Pockets off limits to cops
UNLESS OFFICER'S SAFETY AT RISK, HIGH COURT RULES
July 24, 2004
THE SUPREME Court of Canada has slapped a No Fishing sign over police trolling Canadian streets for suspects and evidence. But a police organization spokesman and even civil libertarians aren't convinced yesterday's ruling in Ottawa will significantly change the way cops catch crooks.
In the first such Charter of Rights ruling on an everyday police practice, Canada's highest court guardedly agreed police may briefly detain individuals for investigative purposes -- if they have reasonable suspicions linked to a specific crime.
But police can't go on "fishing expeditions" in people's pockets for evidence, said a majority of the seven-member bench.
The decision upholds a ruling by a trial judge in Winnipeg, who acquitted Phillip Henry Mann of trafficking after police stopped him on the street in relation to a nearby break-and-enter. They found an ounce of pot in his sweatshirt pouch.
"Individuals have a reasonable expectation of privacy in their pockets," Justice Frank Iacobucci wrote in a majority decision that divided the high court 5-2.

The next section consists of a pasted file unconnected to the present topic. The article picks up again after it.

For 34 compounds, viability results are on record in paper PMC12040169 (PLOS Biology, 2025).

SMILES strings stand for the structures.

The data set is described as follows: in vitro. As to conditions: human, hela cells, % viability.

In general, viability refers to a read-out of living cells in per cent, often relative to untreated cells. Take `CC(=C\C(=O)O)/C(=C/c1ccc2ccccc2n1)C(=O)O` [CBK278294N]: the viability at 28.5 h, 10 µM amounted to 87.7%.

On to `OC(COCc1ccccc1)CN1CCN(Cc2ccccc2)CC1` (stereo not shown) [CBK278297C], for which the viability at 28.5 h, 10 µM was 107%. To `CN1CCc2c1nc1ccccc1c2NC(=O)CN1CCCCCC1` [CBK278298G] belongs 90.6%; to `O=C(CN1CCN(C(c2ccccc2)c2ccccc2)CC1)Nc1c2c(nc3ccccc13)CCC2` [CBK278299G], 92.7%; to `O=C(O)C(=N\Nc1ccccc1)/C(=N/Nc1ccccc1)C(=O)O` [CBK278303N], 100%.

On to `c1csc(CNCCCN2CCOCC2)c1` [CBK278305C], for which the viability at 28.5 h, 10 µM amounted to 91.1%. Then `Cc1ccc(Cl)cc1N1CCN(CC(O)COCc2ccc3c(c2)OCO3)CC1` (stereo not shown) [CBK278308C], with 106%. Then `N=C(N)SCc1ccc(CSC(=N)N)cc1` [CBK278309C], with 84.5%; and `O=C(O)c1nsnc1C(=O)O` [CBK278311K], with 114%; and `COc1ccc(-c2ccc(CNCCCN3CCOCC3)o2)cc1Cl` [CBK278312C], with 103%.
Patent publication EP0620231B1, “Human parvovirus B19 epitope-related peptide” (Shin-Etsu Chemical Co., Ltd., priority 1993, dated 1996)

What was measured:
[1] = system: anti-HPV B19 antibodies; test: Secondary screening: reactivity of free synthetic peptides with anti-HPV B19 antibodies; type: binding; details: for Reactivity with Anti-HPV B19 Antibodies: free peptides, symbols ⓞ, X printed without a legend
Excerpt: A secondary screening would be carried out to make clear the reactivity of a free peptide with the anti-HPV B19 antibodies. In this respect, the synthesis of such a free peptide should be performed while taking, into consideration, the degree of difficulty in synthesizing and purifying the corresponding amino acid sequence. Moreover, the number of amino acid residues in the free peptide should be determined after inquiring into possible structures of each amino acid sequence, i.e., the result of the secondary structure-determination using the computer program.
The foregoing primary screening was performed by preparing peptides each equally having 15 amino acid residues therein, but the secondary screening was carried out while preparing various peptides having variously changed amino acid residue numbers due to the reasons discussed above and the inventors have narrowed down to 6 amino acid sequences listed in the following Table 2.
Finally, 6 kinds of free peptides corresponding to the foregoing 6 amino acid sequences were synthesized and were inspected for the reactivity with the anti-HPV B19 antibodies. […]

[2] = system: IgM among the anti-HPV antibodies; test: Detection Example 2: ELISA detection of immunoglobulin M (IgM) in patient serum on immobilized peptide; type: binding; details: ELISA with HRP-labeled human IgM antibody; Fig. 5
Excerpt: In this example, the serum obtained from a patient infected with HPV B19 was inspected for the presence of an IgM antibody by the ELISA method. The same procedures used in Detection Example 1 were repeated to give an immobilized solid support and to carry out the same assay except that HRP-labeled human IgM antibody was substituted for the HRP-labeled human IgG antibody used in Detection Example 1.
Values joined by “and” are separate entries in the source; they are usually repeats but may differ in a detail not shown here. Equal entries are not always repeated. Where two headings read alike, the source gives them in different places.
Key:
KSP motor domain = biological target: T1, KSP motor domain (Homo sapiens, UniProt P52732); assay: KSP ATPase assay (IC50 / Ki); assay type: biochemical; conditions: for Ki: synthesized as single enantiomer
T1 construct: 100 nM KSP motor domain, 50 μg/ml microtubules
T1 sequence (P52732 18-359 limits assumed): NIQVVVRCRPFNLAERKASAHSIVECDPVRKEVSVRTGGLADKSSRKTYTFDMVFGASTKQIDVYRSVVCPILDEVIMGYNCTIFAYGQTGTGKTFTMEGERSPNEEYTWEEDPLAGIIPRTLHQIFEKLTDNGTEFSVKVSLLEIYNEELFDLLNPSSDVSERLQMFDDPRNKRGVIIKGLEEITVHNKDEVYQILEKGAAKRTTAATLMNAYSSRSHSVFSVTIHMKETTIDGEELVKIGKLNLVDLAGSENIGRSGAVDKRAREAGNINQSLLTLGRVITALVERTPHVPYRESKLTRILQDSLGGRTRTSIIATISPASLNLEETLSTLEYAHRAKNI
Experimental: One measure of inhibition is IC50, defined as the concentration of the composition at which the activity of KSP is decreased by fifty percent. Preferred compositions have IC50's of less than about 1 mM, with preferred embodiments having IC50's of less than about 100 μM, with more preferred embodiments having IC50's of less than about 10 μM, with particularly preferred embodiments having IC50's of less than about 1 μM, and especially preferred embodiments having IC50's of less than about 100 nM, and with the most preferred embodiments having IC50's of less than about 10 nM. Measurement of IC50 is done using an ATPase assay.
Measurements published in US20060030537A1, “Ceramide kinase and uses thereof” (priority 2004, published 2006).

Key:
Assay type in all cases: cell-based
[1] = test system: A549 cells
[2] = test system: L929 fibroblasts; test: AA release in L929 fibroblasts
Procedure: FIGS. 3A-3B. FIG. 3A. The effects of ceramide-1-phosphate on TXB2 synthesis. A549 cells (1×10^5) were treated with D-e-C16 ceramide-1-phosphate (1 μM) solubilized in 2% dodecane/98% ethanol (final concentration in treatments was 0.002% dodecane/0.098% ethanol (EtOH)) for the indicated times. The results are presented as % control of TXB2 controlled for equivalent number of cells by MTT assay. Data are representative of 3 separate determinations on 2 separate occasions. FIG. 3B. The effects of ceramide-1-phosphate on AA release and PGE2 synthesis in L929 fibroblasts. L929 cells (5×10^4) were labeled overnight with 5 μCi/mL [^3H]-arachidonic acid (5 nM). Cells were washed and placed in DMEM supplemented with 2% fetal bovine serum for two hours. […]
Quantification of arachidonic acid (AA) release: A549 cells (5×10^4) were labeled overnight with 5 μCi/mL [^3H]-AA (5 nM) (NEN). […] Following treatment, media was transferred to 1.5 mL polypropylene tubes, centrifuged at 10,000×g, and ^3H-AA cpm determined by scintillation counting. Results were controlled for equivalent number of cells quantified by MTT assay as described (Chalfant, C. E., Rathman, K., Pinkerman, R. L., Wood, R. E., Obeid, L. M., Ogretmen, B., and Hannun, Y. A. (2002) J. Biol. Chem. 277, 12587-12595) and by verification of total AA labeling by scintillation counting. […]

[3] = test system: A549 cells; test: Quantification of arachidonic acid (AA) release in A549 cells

"The search here went beyond what was required to mitigate concerns about officer safety and reflects a serious breach of (Mann's) protection against unreasonable search and seizure."
"The search must be grounded in objectively discernible facts to prevent 'fishing expeditions' on the basis of irrelevant or discriminatory factors," wrote Iacobucci.
A spokesman for the Canadian Association of Chiefs of Police, which intervened in the case, said the ruling was a "little disappointing" but doubted it would impact police work. Officers will need to be trained on the implications of the ruling.
"If you're going to go into someone's pocket during a search, you would have to have a strongly articulated reason (such as officer safety)," said Frank Ryder, a detective chief superintendent with the Ontario Provincial Police in Orillia.
"Really, they've endorsed at the Supreme Court level that we do have the right to search for safety and to detain (individuals)."
While it's significant that the court spelled out conditions for detaining individuals, Alan Borovoy of the Canadian Association of Civil Liberties isn't convinced they will translate into practical changes in police behaviour.
The vast majority of such police detentions and searches never come to light, he said, so it will be difficult to gauge any change.